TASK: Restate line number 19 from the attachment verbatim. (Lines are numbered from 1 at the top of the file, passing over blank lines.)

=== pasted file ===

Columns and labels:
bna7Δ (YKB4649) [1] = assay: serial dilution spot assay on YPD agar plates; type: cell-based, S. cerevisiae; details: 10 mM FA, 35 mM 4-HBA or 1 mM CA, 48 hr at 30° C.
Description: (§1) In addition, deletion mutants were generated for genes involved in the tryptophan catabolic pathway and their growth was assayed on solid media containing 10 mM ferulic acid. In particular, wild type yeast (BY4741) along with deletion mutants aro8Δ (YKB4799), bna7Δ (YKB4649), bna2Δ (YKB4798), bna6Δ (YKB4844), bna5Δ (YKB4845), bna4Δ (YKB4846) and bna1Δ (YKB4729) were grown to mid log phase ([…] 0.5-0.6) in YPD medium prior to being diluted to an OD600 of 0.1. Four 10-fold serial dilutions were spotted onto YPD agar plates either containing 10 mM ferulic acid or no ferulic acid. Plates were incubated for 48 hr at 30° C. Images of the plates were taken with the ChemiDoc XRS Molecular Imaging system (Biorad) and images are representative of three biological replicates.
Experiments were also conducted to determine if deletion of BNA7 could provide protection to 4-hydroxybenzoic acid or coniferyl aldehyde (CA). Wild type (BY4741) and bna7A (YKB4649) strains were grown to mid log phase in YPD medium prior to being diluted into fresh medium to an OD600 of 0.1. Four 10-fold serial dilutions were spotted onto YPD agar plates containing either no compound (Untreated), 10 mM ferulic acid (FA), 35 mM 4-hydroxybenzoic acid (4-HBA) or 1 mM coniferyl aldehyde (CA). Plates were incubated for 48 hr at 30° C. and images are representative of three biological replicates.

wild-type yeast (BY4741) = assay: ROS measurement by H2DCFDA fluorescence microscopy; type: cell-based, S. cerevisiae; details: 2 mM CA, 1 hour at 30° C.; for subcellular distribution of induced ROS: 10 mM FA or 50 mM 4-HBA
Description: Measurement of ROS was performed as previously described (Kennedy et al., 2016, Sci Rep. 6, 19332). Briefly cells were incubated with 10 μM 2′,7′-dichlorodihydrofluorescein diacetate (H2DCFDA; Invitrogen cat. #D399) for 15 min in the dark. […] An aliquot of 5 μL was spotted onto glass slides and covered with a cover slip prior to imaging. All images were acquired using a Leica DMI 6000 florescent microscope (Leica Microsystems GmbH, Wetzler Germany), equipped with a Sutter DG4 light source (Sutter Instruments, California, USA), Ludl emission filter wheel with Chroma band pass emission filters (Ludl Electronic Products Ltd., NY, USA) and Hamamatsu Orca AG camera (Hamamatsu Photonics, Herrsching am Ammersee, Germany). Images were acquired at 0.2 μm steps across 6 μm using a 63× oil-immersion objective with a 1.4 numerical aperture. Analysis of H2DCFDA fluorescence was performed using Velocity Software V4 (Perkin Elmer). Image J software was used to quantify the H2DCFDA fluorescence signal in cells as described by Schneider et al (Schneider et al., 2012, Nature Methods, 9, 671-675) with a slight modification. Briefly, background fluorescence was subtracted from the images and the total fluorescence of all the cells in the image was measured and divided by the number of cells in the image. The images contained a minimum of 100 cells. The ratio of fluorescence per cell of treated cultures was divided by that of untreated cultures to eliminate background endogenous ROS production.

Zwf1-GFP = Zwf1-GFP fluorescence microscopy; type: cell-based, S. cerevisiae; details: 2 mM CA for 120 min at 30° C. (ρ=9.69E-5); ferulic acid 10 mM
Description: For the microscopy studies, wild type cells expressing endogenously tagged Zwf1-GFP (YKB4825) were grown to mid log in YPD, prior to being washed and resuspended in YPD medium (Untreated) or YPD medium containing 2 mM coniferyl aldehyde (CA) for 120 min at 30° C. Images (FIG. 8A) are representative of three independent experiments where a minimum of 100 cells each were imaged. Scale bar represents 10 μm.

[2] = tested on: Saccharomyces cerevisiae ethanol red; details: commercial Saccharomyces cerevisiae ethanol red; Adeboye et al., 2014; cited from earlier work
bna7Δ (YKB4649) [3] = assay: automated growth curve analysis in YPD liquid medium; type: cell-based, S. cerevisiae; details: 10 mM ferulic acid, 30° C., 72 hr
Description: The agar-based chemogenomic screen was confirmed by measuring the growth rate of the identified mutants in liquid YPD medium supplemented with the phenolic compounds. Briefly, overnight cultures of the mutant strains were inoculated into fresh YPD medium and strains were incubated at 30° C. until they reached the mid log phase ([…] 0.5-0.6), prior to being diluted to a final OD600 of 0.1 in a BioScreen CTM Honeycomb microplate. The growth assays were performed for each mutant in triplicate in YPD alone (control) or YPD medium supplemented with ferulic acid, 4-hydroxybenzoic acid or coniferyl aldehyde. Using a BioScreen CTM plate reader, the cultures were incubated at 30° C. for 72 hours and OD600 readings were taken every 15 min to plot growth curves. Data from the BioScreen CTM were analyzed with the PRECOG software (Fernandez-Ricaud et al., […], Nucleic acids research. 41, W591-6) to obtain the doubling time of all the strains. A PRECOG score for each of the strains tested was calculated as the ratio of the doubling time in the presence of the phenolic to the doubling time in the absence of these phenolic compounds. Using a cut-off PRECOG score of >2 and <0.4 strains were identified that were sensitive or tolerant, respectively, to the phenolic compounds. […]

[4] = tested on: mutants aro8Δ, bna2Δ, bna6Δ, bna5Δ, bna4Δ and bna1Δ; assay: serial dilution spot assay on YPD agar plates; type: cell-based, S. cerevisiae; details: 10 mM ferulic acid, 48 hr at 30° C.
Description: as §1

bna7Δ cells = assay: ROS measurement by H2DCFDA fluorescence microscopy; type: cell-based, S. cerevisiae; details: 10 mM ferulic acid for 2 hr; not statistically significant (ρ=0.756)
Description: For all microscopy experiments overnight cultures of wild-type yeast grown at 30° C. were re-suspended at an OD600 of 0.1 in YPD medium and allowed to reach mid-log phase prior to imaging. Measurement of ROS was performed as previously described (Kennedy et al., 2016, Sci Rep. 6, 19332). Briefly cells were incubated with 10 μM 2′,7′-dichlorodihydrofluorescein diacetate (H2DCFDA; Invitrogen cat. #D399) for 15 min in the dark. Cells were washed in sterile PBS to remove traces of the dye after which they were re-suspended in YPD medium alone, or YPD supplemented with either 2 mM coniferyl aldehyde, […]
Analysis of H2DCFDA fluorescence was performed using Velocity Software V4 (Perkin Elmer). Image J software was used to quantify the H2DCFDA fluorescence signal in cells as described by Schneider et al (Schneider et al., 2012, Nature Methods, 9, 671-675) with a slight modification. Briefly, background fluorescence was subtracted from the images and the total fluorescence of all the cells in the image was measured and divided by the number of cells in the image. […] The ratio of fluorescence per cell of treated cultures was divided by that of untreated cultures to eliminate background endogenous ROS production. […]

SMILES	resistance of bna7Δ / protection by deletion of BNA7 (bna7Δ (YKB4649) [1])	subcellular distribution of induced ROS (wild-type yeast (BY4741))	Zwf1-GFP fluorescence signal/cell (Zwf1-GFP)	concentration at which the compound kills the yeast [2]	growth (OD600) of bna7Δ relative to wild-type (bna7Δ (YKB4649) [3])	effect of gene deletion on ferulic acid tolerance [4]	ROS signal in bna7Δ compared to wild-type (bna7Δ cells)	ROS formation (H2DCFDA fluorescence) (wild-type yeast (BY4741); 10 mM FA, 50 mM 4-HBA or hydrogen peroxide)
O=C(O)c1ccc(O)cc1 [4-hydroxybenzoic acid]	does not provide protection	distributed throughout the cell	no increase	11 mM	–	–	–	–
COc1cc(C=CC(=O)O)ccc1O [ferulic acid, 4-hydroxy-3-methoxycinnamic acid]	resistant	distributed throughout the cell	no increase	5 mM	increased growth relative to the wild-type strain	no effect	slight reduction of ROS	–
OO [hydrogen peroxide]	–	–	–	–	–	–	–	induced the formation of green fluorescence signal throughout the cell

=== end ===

COc1cc(C=CC(=O)O)ccc1O [ferulic acid, 4-hydroxy-3-methoxycinnamic acid]	resistant	distributed throughout the cell	no increase	5 mM	increased growth relative to the wild-type strain	no effect	slight reduction of ROS	–